L.A. in Huntington Beach, CA, writes: In you response to C.P. in Fairport, you missed a significant reason. Since Congress, in an outrageous gift to the finance industry made student loans immune to bankruptcy, executive forgiveness is the only hope for those unable to pay their debt. It is a blunt tool benefiting those who can repay as well as those who can't, but until Congress removes this ridiculous exception, it is all there is.

A.H. in Newberg, OR, writes: Although the student debt forgiveness represents a very large chunk of change. I think the more egregious issue is the debt forgiveness (not to mention the fraud) involved in the various government COVID emergency-relief programs (Cares Act or PPP, to name a couple). How much money did Rep. "George Santos" (R-NY) score?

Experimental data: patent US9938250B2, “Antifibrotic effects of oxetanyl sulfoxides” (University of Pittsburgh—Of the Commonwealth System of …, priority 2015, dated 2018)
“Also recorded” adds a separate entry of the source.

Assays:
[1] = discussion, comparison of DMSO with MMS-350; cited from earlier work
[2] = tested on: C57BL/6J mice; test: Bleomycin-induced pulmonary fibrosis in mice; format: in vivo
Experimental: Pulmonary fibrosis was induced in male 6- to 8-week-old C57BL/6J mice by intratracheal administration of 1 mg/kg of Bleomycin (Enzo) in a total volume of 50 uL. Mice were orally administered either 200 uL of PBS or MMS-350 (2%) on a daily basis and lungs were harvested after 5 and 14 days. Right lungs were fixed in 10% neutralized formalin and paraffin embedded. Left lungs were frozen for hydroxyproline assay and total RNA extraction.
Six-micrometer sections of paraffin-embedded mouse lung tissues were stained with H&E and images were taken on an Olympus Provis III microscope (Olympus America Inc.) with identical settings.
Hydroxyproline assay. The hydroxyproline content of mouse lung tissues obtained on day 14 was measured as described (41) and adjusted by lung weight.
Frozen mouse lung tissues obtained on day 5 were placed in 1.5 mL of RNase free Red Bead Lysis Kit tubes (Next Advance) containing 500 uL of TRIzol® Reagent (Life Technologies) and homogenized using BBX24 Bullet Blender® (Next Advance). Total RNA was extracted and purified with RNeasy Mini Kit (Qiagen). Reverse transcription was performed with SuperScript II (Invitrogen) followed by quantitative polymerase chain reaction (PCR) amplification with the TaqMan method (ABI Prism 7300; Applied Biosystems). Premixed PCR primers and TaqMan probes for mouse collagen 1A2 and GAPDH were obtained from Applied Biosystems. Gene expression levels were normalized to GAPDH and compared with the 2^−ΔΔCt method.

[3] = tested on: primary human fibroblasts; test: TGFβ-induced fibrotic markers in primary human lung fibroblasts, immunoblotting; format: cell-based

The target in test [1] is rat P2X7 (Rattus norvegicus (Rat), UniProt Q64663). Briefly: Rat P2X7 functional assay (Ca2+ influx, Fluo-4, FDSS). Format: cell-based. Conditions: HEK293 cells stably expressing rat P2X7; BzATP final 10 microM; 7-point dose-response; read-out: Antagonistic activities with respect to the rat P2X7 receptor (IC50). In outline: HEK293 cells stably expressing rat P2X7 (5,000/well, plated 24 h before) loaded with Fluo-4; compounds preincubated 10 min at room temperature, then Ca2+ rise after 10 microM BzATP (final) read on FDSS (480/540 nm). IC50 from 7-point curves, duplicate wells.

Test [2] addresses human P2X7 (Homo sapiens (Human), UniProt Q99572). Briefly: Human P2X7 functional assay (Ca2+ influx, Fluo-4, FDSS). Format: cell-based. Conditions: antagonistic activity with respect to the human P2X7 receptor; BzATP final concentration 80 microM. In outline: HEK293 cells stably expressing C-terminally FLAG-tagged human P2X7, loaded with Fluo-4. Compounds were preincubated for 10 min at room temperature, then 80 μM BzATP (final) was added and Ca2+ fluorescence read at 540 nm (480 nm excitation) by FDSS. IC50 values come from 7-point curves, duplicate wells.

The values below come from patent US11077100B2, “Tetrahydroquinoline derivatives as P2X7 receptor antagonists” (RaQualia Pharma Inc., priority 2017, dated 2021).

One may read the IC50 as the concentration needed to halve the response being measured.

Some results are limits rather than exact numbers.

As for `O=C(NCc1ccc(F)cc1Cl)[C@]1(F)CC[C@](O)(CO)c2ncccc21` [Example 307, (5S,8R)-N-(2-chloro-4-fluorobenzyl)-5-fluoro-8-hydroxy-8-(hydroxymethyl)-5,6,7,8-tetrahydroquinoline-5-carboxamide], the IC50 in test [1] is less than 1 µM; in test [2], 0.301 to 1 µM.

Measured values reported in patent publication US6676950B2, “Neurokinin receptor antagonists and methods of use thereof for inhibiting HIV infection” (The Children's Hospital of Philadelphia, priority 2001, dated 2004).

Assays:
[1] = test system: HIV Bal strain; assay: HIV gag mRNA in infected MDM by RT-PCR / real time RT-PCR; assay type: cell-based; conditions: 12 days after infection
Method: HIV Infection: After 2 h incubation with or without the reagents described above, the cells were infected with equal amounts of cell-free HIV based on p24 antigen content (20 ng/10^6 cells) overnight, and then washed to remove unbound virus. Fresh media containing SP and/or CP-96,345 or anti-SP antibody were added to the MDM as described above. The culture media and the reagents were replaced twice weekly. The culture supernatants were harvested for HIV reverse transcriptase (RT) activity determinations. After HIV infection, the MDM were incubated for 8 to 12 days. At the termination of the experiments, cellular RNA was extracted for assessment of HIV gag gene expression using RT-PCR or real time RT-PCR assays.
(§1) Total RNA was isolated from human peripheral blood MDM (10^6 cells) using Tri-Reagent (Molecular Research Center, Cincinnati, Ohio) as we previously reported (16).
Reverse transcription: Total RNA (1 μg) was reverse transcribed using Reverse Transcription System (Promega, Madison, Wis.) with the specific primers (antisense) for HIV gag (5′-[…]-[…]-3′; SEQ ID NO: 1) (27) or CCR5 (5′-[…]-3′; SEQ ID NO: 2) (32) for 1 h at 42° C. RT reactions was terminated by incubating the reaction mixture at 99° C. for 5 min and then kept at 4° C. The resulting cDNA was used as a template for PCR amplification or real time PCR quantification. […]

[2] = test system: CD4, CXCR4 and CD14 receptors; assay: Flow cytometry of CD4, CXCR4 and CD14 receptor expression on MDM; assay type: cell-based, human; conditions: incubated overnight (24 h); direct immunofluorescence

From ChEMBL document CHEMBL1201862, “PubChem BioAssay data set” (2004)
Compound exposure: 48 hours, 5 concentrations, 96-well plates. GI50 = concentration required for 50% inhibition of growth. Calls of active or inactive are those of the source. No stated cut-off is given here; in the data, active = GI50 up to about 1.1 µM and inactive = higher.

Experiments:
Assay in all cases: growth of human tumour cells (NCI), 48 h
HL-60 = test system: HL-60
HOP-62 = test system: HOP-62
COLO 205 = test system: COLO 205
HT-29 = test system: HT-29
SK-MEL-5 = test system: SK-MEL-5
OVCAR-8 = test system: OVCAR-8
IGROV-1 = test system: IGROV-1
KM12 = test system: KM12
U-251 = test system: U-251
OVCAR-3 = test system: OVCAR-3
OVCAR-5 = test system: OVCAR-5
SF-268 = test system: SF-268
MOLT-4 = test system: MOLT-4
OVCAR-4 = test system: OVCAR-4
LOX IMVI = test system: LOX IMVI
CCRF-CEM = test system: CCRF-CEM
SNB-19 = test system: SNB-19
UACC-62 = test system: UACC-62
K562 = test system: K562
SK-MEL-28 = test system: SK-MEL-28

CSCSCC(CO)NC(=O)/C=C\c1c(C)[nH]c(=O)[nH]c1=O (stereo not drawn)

Yes, I had student debt, and so did my wife, and we paid those off years ago; it took a while, but we did it. Now, my children and grandchildren are struggling under the load.

Politics: Anti-Trans Republicans

S.B. in New Castle, DE, writes: Where does it end?! I just finished reading "Republicans are Now Going After Gender Transition for Adults," and I'm pissed. Again. Again, for the Nth time. You two have done a wonderful job providing a discussion forum for transgender issues. I appreciate that. Thank you. Thank you for a place of open debate. A place for the pen to work more mightily than the sword.

I love writing. I love words. But, I am beyond words now. I'm sick and tired of a small, fanatical bloc of people alleging to defend our country's individual freedoms while at the same time overtly seeking to destroy the lives of others. It's not just transgeder rights. It's voting rights, gay rights, women's health rights, children-safe-at-school rights, literature-reading rights, justice-is-blind rights, and pretty much how-dare-you-be-different-than-me rights!